Once they arrived, the Little Rock arts community embraced them, and they embraced it.  It was a definite mutual admiration society.  They became involved with the Symphony, the Rep, Wildwood, the Arts Center,  Accademia dell’Arte, and numerous music organizations.  They promoted the UALR arts to the community and supported on-campus efforts with their attendance and participation.  I was eventually able to convince David to serve on the City’s Arts+Culture Commission.  After service of  few months, he was asked to be the chair. Though busy with numerous major tasks at UALR, he agreed.

From time to time we would meet for lunch. Our conversations would veer between Springfield, Little Rock, and the arts in general.  They were always delightful.

In 2005, he was a finalist to become the next president at what would be Missouri State University.  At the time, I joked to Dr. Anderson that either way the selection went, I would benefit. He responded with a smile that he appreciated my response, but that he did not benefit if David left. He followed up by saying, “He is so good, I know I won’t be able to keep him here forever, but I want a few more years.”

While it was not meant for David and Susan to return to Springfield, he maintained many close ties. (He also poached several excellent faculty and administrators from Springfield to come to Little Rock.)

Alas for Little Rock, in 2011 he was hired by Western Carolina University to lead that campus.  Not only did it give him the chance to be a Chancellor, but it also took him closer to his family and his roots.

By all accounts, he was as dynamic and respected at WCU as he had been in Springfield and Little Rock.  Unfortunately, in 2016, he was diagnosed with a brain tumor.  Through two years of treatments, surgery, improvements, and setbacks, he kept up as well as possible with his duties.

A page on the WCU website posted updates. He felt it was important for the faculty, students, and donors to know about his status.  A photo on that page shows hundreds of people standing in the rain at a rally to show support for him as he battled this.  On August 1, 2017, he announced the tumor had returned.  Later in the semester, he announced he would be going on medical leave effective December 31, 2017.

On June 14, 2018, the first update of the year was made. It noted he was in a care facility and receiving only family and close friends. It encouraged people to write notes and stressed that the Belchers wanted any tributes to be made for scholarships at WCU.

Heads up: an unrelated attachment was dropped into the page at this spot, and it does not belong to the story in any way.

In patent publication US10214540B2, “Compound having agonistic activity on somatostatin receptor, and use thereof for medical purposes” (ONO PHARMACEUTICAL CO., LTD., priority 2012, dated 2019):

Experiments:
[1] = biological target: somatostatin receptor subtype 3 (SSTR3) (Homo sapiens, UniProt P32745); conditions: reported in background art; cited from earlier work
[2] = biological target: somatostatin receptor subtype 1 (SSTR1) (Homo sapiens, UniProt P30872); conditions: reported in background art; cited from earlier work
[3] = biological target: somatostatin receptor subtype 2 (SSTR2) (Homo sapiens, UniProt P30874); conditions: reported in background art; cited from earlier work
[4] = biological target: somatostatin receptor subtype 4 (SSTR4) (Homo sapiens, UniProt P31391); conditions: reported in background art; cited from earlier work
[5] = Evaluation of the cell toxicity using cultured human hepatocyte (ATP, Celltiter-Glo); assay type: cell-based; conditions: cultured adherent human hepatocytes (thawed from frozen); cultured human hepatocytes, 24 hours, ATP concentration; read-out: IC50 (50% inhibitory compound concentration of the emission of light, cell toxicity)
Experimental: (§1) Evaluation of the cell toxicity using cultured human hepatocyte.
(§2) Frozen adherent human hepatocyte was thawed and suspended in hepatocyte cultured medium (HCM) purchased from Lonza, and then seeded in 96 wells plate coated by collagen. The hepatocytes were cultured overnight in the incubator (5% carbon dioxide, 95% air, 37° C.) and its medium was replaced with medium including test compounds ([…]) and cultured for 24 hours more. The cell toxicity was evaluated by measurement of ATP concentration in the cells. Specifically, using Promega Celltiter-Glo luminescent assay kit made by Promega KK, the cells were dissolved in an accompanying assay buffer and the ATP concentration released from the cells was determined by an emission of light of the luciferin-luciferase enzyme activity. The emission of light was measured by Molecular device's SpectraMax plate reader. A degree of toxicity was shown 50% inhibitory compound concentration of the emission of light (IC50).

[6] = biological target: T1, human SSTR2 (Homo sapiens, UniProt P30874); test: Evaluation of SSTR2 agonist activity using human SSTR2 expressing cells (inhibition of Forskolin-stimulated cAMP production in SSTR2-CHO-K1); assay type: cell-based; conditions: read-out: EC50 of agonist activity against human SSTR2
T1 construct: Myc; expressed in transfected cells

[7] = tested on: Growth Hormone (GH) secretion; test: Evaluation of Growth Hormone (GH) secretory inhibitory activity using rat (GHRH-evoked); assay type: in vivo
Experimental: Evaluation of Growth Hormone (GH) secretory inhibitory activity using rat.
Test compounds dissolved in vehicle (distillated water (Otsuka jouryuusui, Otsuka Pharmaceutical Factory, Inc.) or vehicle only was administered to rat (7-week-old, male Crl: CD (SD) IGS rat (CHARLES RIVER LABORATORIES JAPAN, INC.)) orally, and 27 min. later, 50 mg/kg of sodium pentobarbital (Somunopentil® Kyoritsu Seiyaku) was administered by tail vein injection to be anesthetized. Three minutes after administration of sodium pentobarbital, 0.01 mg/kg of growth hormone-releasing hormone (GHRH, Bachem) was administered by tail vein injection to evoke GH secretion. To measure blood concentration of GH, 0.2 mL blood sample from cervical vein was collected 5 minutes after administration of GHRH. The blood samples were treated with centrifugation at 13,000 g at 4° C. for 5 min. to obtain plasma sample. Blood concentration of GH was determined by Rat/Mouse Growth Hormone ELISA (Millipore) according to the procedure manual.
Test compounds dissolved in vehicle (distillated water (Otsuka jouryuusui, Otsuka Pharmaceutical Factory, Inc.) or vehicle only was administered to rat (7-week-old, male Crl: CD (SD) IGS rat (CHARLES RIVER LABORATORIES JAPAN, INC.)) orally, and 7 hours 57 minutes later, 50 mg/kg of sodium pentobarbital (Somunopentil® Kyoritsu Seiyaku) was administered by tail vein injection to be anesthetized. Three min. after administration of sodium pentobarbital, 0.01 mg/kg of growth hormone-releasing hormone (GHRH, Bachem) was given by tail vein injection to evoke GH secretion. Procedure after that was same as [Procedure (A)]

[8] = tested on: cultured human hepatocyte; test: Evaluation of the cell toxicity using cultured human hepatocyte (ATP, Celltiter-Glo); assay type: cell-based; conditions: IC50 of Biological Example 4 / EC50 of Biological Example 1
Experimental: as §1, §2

Following his death on June 17, 2018, his obituary also encouraged memorials be made to Furman (his alma mater), Missouri State University, and the University of Arkansas at Little Rock.  Unselfish to the end, his last wishes paid tribute to the institutions which had prepared him to lead WCU.

Godspeed Dr. David O. Belcher.  The music will continue to play. But it will be a slightly different tune without your contributions.

SHORTIE STORIES tonight at Wildwood Park with The Friends & Family Band

Tonight at Wildwood Park for the Arts….

“Shortie Stories” features inspired harmonies, a jet-flying bassist, and bluegrass instruments, along with generational tales by Melissa Thoma and Ron Hughes, the Friends & Family Band brings mountain music to The Studios at Wildwood for a toe-tapping evening of great music and laugh-out-loud family lore that will warm your heart.

When Melissa Thoma hosts her musical family in Little Rock, they are joined by Ron Hughes and Johnny Scroggins, who altogether make the Friends and Family Band.

Mark Bair, banjo and guitar picker, and Russell Bair, fiddle player, both of Pryor, OK; Rex Bair, mandolin player from Maumelle, AR; Ron Hughes, guitar, banjo, fiddle and bass player and lead singer for the Greasy Greens; Johnny Scroggins, bass playing prodigy who has played with the likes of Leon Russell and Jerry Lee Lewis—and he’s a retired jet pilot to boot! Melissa Thoma provides vocal harmony, having sung everything from bluegrass to opera onstage in Central Arkansas.